Primary Care Management of Cario-Renal Syndrome. R. Benjamin C. Grant, MS, PA-S OAPA CME Conference ‘13 October 25, 2013. Increasing Burden of Chronic Disease. Increasing Burden of Chronic Disease. Who is our population?. Obese Diabetes Inactive Smokers Hypertensive Fixed Income
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Primary Care Management of Cario-Renal Syndrome R. Benjamin C. Grant, MS, PA-S OAPA CME Conference ‘13 October 25, 2013
Who is our population? • Obese • Diabetes • Inactive • Smokers • Hypertensive • Fixed Income • Fast Food • LOST!
Cardiorenal Syndrome • Objectives • Define Cardiorenal Syndrome • Classifications • Address pathophysiology • Discuss approach to treatment • Highlight Problems with management • Provide recommendations for screening and management • Generic term • Multiple combinations • Acute and Chronic dysfunction of Cardiovascular and Renal systems • Classification • Type I –Acute CV AKI • Type II – Chronic CV CKD • Type III – AKI Acute CV • Type IV – CKD Chronic CV • Type V – Systemic process (sepsis) AKI & Acute CV
Cardiorenal Physiology Cardiovascular Renal • Systemic Perfusion • Maintained by CO and SR • In HF, perfusion can become compromised • End organ damage • Volume homeostasis • Electrolyte balance • pH • Systemic Resistance via RAAS
Cardiorenal Physiology • Intravascular Volume increases • Diuresis • With CKD this can contribute to volume overload • Kidneys are hypoperfused • Intravascular volume • CO • Vascular disease • Systemic Resistance • Increase RAAS
Cardiorenal Physiology • RAAS • BP • Inflammatory pathways • Renal Perfusion • Sodium Retention • Potassium Loss • Evolutionarily Protective • Harmful in the setting of chronic disease
Chronic Kidney Disease • GFR <60 mL/min (KDOQI) • Stage I – normal >90 • Stage II – mild 89-60 • Stage IIIa – 59-45 • Stage IIIb – 44-30 • Stage IV – 29-15 • Stage V - <15 (ESRD) • Treatment • Control volume status • Salt reduction • Protect remaining renal function • Try to avoid Loop diuretics • Start ACE-I/ARB • Avoid NSAIDS • Control Hypertension • Controlled Diabetes • At Stage IV, d/c ACE-I/ARB • Stage V, restart ACE, hemodialysis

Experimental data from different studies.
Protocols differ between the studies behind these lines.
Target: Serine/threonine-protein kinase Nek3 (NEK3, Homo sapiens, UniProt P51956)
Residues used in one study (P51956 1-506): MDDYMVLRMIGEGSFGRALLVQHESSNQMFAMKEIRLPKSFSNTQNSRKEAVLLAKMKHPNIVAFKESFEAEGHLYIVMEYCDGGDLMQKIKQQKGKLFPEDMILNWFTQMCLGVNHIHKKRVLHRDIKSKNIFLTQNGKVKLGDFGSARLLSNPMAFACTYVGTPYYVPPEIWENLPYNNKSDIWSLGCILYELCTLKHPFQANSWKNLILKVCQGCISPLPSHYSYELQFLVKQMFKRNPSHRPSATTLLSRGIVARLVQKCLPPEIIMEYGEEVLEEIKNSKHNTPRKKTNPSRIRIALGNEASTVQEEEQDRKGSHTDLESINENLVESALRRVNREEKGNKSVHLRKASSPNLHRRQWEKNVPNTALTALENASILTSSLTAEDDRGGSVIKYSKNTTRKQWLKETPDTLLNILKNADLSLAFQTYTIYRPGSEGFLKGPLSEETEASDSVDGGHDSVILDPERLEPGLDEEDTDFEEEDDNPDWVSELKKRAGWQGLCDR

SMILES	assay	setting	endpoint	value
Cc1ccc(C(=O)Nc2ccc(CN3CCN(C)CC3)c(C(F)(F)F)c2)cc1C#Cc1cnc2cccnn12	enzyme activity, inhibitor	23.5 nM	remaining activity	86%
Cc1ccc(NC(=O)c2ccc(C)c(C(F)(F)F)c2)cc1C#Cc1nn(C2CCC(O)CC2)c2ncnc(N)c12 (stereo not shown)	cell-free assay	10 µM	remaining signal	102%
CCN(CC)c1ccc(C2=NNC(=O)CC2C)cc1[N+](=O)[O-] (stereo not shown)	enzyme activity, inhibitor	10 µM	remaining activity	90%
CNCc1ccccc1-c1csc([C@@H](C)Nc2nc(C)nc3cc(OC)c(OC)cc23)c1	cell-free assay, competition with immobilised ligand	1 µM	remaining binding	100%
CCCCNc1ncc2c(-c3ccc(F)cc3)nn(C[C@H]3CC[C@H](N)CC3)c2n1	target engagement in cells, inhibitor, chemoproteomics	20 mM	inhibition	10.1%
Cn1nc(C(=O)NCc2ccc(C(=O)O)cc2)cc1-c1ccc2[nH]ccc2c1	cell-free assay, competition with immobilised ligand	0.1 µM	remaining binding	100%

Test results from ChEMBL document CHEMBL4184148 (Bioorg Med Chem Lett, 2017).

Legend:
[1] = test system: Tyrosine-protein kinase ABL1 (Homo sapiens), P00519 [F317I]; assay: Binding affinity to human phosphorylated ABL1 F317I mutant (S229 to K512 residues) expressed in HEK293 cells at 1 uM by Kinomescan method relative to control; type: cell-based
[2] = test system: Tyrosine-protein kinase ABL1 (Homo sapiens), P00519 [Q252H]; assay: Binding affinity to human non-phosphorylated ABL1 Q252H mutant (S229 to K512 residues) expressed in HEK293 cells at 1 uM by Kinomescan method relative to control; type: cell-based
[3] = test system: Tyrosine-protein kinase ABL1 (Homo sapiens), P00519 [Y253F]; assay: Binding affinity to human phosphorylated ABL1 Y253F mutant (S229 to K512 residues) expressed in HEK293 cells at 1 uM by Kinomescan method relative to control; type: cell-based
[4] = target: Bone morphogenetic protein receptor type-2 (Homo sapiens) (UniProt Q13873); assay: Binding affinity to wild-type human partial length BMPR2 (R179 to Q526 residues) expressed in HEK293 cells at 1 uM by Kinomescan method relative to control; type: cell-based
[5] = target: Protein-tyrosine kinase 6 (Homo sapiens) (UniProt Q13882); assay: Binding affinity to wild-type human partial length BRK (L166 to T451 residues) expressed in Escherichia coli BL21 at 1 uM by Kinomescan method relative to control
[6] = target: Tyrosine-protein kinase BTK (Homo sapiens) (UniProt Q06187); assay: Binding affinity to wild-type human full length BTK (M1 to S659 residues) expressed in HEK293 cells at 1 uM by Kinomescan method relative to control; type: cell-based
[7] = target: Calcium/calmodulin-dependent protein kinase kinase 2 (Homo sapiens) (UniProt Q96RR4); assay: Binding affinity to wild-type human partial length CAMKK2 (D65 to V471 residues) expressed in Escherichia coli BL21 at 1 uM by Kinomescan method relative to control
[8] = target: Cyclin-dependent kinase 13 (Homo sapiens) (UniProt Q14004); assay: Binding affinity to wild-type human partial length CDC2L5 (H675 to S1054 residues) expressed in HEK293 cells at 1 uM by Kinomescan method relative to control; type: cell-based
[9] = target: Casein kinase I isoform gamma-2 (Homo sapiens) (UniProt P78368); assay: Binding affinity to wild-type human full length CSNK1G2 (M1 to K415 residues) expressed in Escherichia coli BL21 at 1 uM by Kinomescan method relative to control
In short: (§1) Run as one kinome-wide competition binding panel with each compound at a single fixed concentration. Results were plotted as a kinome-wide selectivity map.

Heart Failure • “a complex clinical syndrome that can result from any structural or functional cardiac disorder that impairs the ability of the ventricle to fill with or eject blood” Hunt et al. Circulation 2009 • American Heart Association • Stages A and B have risk factors with no current dysfunction • Stage C – current or past symptoms of Heart Failure • Stage D – symptoms refractory to standard therapy • Treatment • Preventative measures • Eg. HTN control, smoking cessation, Lipid goals… • Reduce workload • ACE/ARB (neurohormonal) • Beta blocker • Possibly diuretics • Aldosterone Antagonist • Inotropes • Manage decompensation • Fluid overload, dysrhythmias
Treatment Problem Volume Overload Effects • Common complication of HF • Impacted by Renal Function • Decrease in GFR due to renal injury (AKI) • Activation of RAAS • Increase in Systemic Resistance and thus Workload • RAAS Activation activates proinflammatory and hypercoaguable state • Modest decrease in GFR (<70) • Sig. increase in mortality for pts with HF • Perspective • In 2003, 4.7% GFR (<60) • 6.3% had persistent albuminuria • With increase in chronic diseases, they may be an underestimation
Treatment Problem Preventing decompensation Furosemide • Maintain Euvolemic state • Salt restriction • Most frequent drug class • Loop Diuretics! • Antagonizes Na/K/Cl symporter in ascending Loop of Henle • Loss of Na and K salts and water • Excreted Renally • Can be nephrotoxic in CKD • Increased RAAS activation • In animal models show progression of renal fibrosis
Potential solutions? • Low dose Loop Diuretic • Sigmoidal response curve thus ineffective until high enough dose reached • RAAS antagonism • Could mitigate negative effects of diuretic use • Despite the negative effects of diuretics on renal function, they are still associated with a lower mortality rate than inotropes in acute decompensated heart failure!
Discussion Treatment of Volume Overload How to monitor • Loop Diuretics • RAAS activation • Worsening renal function • Negatively effects volume status and cardiovascular status • Increased risk of adverse outcome • Traditionally • BNP and EF • Clinical assessment • Smith et al. 2006 • Renal impairment holds equal risk as decreased EF • Combining BNP and GFR more predictive for adverse outcome than either alone • Degree of Renal dysfunction directly associated with HF outcomes
Discussion • Decompensation and hospitalization inevitable • Renal function frequently impacted • Even transient renal damage independently predicts increased risk for death or readmission • Even after excluding pts with cardiogenic shock, renal damage from other causes still very common • Mechanism? • Renal and Hepatic dysfunction • Mullens et al. 2009 identifies venous congestion as significant contributor to renal dysfunction
Recommended Management Types 1 & 3 CRS Types 2 & 4 CRS • Type 1 – Acute HF • Treat underlying cause • PCI, Inotropes, Inpatient • Type 3 – AKI • Euvolemia, electrolytes • Dialysis? • Though different etiologies, uniform treatment • Maintaining Cardiac function is Primary Goal! • Renal Function is secondary but not insignificant • Naturally functioning renal system is best management tool for hemodynamics
Conclusions • Patients with Cardiorenal Syndrome can have many etiologies • Provide an interesting and challenging problem for PCPs • Approach to treatment begins with understanding the pathophysiology
Questions? Benjamin Grant, MS, PA-S email@example.com Contact for a copy of presentation or paper
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